On Friday nights, many students go out with friends to get some well-deserved downtime after a long school week. I tend to lounge on my couch, eat a burger and fries from George’s and excitedly tune in to my favorite reality television shows.
Right now, I am watching “Big Brother,” a reality television show now hosting its 19th season. It may not be for everyone, but, for me, watching reality television is my definition of a perfect end to a busy week.
In each season of “Big Brother,” the show’s hosts pick a group of 16 people who must share a house together, completely isolated from the outside world. Each week, the group votes on one person to evict from the Big Brother House. The last person left in the house is awarded with a $550,000 cash prize. It may seem like a fairly simple premise, but the show introduces many twists and turns that can prevent a houseguest from lasting very long in the house. This season offered a twist where evicted houseguests had the chance to re-enter the game and get another shot at winning.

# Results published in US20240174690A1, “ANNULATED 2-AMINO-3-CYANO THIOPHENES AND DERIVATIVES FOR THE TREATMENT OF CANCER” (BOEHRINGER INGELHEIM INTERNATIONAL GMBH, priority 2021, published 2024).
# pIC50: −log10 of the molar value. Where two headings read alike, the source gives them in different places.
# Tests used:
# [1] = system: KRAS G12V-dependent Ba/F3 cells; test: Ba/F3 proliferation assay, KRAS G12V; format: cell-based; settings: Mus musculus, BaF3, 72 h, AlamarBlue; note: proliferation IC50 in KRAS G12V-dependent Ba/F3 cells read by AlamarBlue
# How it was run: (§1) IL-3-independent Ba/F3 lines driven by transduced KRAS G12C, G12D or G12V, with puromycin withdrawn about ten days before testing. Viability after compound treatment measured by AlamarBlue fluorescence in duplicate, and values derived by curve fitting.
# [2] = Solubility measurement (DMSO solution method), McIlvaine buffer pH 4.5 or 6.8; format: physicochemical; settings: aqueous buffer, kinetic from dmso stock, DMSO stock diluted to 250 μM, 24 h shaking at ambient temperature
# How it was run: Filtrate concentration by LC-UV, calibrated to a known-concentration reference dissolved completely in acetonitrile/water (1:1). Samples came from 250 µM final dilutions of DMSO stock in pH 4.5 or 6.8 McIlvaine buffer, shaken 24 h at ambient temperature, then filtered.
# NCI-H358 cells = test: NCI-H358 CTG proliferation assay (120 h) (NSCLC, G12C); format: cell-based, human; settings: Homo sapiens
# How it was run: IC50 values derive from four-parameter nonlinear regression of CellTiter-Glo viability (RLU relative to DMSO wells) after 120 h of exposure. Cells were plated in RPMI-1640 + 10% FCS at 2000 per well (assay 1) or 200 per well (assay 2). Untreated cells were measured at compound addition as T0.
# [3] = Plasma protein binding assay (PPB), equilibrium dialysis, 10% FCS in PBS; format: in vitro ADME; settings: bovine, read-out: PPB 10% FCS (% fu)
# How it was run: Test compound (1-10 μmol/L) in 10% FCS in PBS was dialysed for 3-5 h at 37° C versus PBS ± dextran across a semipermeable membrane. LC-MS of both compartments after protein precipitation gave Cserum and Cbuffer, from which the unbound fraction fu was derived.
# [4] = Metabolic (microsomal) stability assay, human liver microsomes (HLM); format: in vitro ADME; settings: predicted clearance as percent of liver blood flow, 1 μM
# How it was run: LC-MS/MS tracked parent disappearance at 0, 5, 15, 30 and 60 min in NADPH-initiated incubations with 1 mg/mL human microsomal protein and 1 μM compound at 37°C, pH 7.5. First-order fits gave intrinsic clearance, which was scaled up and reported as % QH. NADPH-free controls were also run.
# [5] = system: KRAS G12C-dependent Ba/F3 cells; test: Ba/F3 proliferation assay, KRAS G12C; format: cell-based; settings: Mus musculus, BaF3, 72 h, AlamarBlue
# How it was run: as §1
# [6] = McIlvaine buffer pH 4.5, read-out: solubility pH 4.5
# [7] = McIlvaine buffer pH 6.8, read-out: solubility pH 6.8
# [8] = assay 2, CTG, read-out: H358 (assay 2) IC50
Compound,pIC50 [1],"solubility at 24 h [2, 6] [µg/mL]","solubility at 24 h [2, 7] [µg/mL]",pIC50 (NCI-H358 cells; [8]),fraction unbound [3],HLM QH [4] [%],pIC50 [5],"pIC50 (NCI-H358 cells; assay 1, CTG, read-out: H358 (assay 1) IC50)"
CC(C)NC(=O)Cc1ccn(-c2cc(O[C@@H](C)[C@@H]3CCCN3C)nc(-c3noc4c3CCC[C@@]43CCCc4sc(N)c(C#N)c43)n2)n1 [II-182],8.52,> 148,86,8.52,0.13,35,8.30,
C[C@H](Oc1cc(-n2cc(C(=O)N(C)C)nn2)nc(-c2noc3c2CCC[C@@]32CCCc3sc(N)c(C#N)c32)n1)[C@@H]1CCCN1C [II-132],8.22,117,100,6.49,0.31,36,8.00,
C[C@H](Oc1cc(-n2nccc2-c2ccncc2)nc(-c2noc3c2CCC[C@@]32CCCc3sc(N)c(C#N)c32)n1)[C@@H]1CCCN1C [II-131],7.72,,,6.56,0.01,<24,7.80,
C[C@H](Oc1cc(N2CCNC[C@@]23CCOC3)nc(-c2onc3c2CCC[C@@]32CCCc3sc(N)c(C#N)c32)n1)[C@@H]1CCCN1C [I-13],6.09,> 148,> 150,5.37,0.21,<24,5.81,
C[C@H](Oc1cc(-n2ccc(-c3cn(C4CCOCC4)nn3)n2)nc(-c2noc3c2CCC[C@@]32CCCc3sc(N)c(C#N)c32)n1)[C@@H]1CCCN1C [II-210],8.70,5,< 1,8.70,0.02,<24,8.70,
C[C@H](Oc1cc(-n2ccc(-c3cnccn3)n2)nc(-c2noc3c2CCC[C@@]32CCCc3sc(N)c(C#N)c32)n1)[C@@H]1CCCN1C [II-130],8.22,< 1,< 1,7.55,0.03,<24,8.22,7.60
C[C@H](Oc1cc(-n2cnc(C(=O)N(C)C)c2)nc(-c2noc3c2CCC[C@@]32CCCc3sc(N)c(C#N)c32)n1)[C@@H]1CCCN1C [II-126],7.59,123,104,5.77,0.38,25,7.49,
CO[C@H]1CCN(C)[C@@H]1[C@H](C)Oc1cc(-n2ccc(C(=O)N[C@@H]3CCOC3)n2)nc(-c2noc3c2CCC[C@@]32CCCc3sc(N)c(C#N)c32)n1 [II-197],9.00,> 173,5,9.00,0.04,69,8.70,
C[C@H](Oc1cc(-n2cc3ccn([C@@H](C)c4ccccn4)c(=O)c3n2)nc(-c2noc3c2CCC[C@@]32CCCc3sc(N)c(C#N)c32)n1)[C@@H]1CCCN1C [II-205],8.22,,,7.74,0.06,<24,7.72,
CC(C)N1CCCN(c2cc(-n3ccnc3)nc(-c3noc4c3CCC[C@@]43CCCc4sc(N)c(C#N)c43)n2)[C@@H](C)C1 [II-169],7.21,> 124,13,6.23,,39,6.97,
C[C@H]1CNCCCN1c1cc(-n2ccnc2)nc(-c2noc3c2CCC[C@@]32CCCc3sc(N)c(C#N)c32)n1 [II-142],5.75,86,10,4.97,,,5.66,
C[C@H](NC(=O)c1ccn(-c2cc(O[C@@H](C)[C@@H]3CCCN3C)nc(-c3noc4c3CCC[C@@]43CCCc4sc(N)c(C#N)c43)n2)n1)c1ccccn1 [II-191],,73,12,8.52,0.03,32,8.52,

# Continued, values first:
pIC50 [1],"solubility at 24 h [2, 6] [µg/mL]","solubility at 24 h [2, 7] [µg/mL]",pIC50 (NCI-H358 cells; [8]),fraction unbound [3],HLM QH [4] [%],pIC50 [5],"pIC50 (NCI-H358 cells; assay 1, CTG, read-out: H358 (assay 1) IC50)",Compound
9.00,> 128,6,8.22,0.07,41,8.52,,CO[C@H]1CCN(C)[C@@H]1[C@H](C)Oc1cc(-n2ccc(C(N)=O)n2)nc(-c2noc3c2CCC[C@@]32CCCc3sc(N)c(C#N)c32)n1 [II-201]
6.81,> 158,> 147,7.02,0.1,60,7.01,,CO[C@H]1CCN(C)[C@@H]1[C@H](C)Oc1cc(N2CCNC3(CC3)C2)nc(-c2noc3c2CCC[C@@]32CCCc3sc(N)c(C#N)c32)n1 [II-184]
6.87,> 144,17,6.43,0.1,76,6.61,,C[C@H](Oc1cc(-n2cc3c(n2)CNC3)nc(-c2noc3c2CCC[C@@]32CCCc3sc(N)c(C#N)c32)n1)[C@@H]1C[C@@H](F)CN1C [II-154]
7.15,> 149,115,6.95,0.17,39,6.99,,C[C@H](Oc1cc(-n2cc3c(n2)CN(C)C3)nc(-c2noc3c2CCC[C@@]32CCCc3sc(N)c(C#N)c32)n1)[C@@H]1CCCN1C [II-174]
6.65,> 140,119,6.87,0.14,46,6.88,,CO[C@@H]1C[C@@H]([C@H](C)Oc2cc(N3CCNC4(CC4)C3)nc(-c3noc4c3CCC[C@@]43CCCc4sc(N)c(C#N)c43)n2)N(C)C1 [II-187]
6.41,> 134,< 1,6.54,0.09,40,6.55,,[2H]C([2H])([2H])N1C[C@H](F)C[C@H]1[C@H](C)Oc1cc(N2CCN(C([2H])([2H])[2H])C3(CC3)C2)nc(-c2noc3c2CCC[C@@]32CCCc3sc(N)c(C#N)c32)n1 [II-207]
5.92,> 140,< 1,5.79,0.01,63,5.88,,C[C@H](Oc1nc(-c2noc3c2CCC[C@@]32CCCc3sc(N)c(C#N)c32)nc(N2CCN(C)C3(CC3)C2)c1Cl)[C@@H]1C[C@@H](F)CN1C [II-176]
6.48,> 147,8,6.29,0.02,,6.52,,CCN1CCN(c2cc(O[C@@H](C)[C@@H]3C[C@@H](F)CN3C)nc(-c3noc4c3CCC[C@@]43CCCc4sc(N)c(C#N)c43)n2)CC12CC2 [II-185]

The great thing about reality television is that it is endless: there is always a reality show on the air. After I finish binge-watching “Big Brother,” I can tune into “Survivor,” or “The Amazing Race.” Once I finish those, there will always be another reality show out there for me to tune into and enjoy.
All three of the aforementioned shows air on CBS and have been running for more than fifteen years. With each new season, the hosts invite a new collection of people from different walks of life to make fools of themselves in front of a camera, often driving them to tears or incredible anger, making the programs all the more enjoyable.
Of course, reality television is definitely not for everyone, but for me, it is an interesting alternative to typical television shows. Reality television offers a unique kind of humor that so many people—including myself—have come to love.